Tuesday, October 9, 2018

Walking Safari

One of the more interesting parts of our trip was our walking safaris.
I have to admit, I found them just a little un-nerving...
not actually frightening...
but I will admit there was always a thought looming in my mind that
danger could possibly lurk around every "corner" or bush!


The last thing a safari company wants is to lose one of its guests,
so they make walking safaris as safe as they can.
An armed scout leads the way, followed by a guide,
then a handful of guests and another guide at the rear.


You are instructed to quietly walk single file...
with additional instructions as to what to do if you encounter a lion, a leopard,
an elephant or a hippo.
The idea of running into any of those made me just a little nervous.
Luckily, the only one of those that we encountered were elephants...
and our scout saw them long before they perceived us as a threat.
We gave them wide berth and safely found our way out of their sight.


A walking safari gives you the opportunity to see all that you wouldn't see
in a vehicle....
animal tracks, insects, plants, dung, skeletons, etc.

A hippo tusk...


Elephant tracks...


Hippo tracks...


Lion dung...


hyena dung...


The guides are well versed in all these areas and are a wealth of information
about medicinal uses of plants and so much more.

This is also a great way to discover the birds of Africa.

the not-so-beautiful Ground Hornbill...


Grey Hornbill...


 and Vulture....


the Barred Owlet...
(right in the middle of the photo)


this little finch-like fellow...


Carmine Bee Eaters...


their colony in the cliffs of a riverbank...


Love Birds...


so adorable!


colorful...


Egyptian Goose...


Sacred Ibis (black and white - far right and left)...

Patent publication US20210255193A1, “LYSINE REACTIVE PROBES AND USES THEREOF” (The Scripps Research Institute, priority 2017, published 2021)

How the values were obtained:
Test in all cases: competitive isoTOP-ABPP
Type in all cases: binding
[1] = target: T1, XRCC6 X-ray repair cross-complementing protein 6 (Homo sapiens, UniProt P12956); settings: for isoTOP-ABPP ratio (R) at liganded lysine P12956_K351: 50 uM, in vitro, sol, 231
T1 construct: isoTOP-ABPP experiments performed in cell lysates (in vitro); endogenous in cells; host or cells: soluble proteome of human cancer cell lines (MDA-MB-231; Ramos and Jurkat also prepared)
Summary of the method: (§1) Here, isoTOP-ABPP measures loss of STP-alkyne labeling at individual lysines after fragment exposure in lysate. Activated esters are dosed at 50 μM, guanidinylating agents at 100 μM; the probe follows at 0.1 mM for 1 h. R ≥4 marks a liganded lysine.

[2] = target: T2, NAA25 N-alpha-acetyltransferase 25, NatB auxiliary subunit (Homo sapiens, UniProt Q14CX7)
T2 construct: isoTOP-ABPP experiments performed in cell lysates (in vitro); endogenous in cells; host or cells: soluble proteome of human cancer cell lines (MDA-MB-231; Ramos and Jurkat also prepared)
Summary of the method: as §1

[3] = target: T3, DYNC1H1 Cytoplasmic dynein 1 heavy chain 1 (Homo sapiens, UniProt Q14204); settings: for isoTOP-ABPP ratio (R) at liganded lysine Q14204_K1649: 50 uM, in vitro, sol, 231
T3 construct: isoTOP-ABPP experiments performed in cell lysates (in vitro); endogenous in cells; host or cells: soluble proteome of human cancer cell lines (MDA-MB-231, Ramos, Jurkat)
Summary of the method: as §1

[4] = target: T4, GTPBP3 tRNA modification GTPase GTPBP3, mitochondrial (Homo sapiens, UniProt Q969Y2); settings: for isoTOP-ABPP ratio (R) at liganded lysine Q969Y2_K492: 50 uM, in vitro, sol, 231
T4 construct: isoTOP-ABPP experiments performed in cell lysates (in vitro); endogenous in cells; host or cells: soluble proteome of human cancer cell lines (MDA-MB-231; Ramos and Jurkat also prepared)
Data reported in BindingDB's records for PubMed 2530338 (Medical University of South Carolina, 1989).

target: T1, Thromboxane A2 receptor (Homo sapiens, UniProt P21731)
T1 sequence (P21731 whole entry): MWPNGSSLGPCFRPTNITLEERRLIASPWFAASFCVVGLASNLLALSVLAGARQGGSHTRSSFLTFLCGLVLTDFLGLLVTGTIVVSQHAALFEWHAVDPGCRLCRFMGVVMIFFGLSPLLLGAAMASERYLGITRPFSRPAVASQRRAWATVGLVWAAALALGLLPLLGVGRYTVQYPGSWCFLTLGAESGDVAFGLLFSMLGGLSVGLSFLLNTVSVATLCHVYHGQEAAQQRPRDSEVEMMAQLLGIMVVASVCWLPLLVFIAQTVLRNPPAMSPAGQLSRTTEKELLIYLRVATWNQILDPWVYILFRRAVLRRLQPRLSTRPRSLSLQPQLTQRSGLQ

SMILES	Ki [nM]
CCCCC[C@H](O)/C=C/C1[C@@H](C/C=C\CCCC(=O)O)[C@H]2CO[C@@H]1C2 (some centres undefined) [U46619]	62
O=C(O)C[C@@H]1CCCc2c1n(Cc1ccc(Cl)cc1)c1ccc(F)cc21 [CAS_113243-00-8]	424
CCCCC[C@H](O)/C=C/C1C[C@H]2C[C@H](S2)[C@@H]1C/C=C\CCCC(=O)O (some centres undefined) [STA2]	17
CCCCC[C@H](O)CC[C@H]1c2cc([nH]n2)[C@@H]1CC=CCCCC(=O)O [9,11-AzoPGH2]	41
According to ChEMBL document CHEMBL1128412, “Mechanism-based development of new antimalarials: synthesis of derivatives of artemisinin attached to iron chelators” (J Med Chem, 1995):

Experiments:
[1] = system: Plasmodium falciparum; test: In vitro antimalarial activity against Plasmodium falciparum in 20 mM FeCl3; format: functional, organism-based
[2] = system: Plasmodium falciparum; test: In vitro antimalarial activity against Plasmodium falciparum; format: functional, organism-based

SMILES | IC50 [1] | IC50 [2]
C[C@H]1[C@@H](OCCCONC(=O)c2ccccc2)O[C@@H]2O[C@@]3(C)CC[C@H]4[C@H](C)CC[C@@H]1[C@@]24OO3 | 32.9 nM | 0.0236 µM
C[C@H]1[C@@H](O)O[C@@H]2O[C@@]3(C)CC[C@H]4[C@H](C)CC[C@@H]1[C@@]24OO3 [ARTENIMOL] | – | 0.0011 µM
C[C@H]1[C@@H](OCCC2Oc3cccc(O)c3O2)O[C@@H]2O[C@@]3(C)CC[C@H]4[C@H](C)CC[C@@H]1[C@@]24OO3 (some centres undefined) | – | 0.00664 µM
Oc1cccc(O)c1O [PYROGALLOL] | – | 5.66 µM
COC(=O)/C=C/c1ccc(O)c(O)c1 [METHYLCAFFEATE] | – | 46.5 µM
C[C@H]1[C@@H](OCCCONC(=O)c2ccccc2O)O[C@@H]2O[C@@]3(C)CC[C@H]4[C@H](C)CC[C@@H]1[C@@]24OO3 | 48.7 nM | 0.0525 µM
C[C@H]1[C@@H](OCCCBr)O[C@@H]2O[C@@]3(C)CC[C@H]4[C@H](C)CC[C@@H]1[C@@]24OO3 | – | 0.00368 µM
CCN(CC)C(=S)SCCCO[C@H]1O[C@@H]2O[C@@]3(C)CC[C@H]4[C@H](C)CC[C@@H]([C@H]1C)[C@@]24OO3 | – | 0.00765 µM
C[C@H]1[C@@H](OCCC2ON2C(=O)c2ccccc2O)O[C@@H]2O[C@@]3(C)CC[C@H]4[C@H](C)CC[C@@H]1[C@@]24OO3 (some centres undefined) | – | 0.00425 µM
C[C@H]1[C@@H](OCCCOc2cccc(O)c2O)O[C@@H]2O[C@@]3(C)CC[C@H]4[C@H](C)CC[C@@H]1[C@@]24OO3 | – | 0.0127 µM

Crowned Crane...


Hammercop...


The nest of the white-chested Sparrow Weaver


who builds a tree full of nests for his bride and allows her to choose which one
she wants to raise her brood in.
The others act as decoys for predators.


The African Fish Eagle... Zambia's national bird....



Then there are the creepy and crawlies....

chameleon...


scorpion..


Tomorrow will be my last Africa post.
I have 74 videos that I am compiling into something watchable, I hope.
I'll post some video footage tomorrow...
then it's back to life on the farm.

10 comments:

Louise Stopford said...

I tried to comment on yesterday's marvellous post but somehow doesn't seem to have got through. It was a wonderful post and made me feel quite emotional and humble when you look at the scale of nature. Your photo's are truly amazing. Thank you for sharing this incredible journey with us.

Debra She Who Seeks said...

Wonderful photos -- those nests are so interesting!

Lynne said...

It is the one thing I love best about travel, visits far away . . .
The dfferences . . .
Of course one knows that before embarking on a new journey . . .
You Beverly have visualized it in every way . . .
This segment didn’t disappoint . . .

I too would have been a bit nervous on the walking tour . . .
But . . . it let you see, learn even more.
I was fascinated by the
White Chested Sparrow Weaver
and the many nests . . .
Thank you for bringing us along on your journey!

daisy gurl said...

Those nests are amazing! So glad you were able to capture so many beautiful birds. My teenage bird watcher will be captivated!

Jenny said...

I commented on the last post too but, i guess it didn't work. I love your pictures! Keep them coming. In the 1st pic of this post what are the guys holding?

littlemancat said...

I too tried to comment yesterday but couldn't. Ah, well. Wonderful! And know that I'd been the scaredy cat on the walking trail - lol!
Mary

jaz@octoberfarm said...

the sparrow weaver nests are too cool! were you tempted to shovel the dung? hehe!

Debra Dupler said...

Absolutely gorgeous photos. Thank you for sharing. I’m relieved there were no surprises on your foot journey.

Anonymous said...

Oh, such interesting and unique creatures
on your walking adventure. You are very brave!
Simba

An American in Tokyo said...

I'm sad to hear that tomorrow will be your last Africa post!
I finally caught up to all of them!
Unfortunately, I read them from most recent to older posts, so please ignore some of my questions. They were answered when I read the previous posts! Sorry for that!

It is a dream of mine someday to go and do what you have done!
Thank you for giving me a taste of the wonderful-ness of Africa!

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